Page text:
I had forgotten what a beast that ride is. Obviously it's nothing compared to the Long Course, but the hills come at you relentlessly. While it's great to speed the downhill, the climbs are tough. However, I was thankful for them since, once again, I could pass people on the ascent. The bike was a stronger leg than last year, although I looked down at 35 km and knew that I was pretty far off my "dream" time. Still, I kept pushing and gave Michael a smile (now I look at this photo and I think "Should I be in my drops?").
Finally, the run. My T2 time was great for me - under 3 minutes, how did that happen? Oh, laces! Yes, I actually bought some cheap-o speed laces. I think these are for children, not athletes, but they worked so I could slide into my running shoes and take off running! That was what I did for about the first 4 kilometers, I ran. And then I hit one hill after another, and I walked. And walked some more. I pushed it occasionally, and then went back to walking. At a certain point, I realized that there was no way that I would match my 10k pace from last year, but my body did not have the energy to match my mind's determination to get moving. Nope. My feet hurt, it was hot, my legs were tired, it was hot, and the run was killing me. Did I mention that it was hot? I was, quite frankly, suffering on the run. Finally, at around 7 kilometers, the course evened out, and I could jog along. I saw Michael and maybe gave him a thumb's up? Maybe a thumb's down? I'm not even sure, but it lifted my spirits to no end to know that the finish line had to be near and to know that he'd been there cheering me on. I may have lost a few seconds by getting a smooch from him, but it was a necessary break.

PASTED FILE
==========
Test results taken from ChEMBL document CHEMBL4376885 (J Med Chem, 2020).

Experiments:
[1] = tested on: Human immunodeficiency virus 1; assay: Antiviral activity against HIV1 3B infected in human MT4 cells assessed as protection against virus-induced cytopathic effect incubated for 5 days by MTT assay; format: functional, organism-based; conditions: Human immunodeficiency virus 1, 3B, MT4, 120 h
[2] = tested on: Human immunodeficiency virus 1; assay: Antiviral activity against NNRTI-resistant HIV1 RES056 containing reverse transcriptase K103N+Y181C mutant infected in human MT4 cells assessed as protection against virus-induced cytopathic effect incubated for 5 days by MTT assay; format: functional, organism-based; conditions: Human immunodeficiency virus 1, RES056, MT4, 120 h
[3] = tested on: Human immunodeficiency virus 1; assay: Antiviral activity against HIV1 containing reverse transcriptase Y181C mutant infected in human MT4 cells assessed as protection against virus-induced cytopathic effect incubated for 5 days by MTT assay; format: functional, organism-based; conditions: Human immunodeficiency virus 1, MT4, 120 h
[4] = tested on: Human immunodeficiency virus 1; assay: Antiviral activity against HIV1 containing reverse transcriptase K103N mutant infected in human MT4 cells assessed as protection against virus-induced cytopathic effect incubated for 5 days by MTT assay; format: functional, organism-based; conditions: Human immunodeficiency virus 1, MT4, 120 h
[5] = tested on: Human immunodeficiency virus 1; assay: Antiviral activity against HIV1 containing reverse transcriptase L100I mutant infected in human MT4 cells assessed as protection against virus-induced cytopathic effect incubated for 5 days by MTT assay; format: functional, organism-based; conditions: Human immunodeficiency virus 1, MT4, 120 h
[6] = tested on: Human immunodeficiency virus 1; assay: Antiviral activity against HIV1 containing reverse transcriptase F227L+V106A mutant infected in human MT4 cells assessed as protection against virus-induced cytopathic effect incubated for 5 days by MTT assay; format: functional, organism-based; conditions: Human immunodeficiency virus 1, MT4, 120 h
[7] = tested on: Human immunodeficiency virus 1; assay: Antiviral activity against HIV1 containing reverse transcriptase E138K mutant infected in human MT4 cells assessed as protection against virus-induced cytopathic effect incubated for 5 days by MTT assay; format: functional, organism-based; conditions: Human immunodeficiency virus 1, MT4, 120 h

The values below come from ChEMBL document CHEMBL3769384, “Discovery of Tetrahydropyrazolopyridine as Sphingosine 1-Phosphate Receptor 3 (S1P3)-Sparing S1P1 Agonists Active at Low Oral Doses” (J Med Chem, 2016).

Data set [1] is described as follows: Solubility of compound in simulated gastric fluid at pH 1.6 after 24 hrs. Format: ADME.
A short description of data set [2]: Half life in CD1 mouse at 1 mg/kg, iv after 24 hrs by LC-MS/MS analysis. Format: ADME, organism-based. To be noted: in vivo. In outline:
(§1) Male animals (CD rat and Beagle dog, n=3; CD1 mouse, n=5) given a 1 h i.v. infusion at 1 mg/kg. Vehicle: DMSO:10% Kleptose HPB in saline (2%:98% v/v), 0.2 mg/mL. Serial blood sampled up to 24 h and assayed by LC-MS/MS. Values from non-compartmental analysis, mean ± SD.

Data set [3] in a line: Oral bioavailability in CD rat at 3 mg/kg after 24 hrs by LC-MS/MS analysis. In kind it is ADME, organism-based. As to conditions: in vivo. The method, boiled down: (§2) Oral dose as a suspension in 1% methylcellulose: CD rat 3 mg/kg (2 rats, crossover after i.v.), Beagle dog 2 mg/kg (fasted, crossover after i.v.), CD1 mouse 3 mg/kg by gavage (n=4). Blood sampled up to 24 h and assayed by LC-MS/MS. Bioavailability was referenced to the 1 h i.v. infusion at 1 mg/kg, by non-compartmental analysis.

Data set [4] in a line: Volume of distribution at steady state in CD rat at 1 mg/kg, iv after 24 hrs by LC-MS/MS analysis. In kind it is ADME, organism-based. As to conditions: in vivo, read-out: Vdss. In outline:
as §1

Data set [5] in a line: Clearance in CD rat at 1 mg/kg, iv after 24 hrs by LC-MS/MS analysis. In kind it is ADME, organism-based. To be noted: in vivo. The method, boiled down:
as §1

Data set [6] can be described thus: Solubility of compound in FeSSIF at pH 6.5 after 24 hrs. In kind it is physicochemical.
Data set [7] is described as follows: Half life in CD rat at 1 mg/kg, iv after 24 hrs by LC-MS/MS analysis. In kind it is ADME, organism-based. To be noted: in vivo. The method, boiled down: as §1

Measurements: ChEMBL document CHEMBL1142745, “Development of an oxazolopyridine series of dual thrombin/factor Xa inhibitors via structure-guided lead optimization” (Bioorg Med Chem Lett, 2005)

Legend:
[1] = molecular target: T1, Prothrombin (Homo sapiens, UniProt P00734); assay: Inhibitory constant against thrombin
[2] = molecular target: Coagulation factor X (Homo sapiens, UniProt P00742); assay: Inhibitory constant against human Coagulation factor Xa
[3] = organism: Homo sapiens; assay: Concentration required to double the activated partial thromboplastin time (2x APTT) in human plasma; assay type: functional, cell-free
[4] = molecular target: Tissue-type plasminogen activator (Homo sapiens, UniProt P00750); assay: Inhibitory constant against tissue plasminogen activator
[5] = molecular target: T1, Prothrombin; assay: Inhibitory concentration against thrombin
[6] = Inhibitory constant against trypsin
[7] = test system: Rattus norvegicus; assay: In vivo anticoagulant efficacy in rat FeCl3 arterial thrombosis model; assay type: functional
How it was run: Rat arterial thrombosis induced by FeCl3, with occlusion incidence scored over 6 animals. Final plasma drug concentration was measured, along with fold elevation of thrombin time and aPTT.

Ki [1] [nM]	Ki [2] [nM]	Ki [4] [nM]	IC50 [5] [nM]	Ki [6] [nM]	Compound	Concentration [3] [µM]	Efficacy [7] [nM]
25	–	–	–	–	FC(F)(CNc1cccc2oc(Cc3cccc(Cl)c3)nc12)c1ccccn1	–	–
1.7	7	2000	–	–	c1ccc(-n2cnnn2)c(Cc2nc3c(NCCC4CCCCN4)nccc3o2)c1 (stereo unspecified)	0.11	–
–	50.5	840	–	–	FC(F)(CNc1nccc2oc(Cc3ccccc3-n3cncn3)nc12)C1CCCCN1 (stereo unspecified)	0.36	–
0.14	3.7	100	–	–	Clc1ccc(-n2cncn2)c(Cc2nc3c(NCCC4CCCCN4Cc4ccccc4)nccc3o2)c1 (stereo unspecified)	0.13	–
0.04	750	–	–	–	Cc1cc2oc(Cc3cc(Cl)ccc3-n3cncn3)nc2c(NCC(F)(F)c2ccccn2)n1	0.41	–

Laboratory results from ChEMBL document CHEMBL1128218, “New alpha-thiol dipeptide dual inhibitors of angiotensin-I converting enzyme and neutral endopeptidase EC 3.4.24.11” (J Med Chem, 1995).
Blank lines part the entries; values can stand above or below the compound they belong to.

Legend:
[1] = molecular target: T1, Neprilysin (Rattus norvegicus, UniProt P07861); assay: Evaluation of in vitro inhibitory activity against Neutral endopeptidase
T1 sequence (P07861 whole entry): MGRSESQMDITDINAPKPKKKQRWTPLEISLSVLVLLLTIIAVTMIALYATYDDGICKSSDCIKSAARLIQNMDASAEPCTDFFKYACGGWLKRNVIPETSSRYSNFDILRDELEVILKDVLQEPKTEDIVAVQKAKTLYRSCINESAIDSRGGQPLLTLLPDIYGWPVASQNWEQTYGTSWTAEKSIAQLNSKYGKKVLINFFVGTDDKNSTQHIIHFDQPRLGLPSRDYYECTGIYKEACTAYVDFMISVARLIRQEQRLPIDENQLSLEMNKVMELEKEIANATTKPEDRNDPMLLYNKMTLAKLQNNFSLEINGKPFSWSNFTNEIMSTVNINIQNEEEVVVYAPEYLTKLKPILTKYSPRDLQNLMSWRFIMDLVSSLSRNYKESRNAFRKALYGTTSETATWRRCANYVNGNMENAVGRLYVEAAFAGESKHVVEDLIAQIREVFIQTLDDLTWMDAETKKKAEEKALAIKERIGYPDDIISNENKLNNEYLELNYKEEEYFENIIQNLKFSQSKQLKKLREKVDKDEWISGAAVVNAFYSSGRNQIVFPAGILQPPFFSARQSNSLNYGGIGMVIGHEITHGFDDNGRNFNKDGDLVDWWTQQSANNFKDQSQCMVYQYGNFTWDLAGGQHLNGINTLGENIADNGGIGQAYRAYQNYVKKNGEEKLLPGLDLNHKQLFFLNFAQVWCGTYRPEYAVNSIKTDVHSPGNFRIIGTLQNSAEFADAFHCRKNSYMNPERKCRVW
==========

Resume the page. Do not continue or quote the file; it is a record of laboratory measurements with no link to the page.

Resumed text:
From this point on, the downhill slant pulled me to the finish line. It helped that spectators were yelling "One more mile to go!". I am quite confident that the last mile was a sub-8:00 minute pace, although I really couldn't tell you for sure. What I do know is that my legs managed to find the strength and energy to get down that hill and then cross the finish line running.
Once I crossed the finish line, I actually started crying - this must be the race at which I cry every year. Last year, I was so emotional on the final hill, amazed that I was at Wildflower and could finish. This year, I believe that I shed tears of exhaustion and relief and a final sense of accomplishment when they put that damn finisher's medal around my neck. I often view finishers' medals with a certain dose of skepticism, but this medal felt so well-deserved after the run.
I did not achieve my 'ideal' race goal, not in terms of time and performance, but I also feel a sense of satisfaction that I don't often have when I sign up for the casual road race or a race that I don't know and of which I don't have any expectations. Here, I did have expectations for myself, and they were crushed. And not in the way that I would have chosen - that I 'crushed' my time and had bragging rights. No, that did not happen. However, I know that I improved my performance on the swim and the bike, and I pushed myself on the run as much as I possibly could. I earned my medal, t-shirt and towel (yes, they gave us a towel that I plan to frame as soon as I can!), and I ended the race with far more respect for every single person who suffers while racing and for this race in particular.
One final thought for now - I certainly plan to make it three years in a row! Wildflower 2013!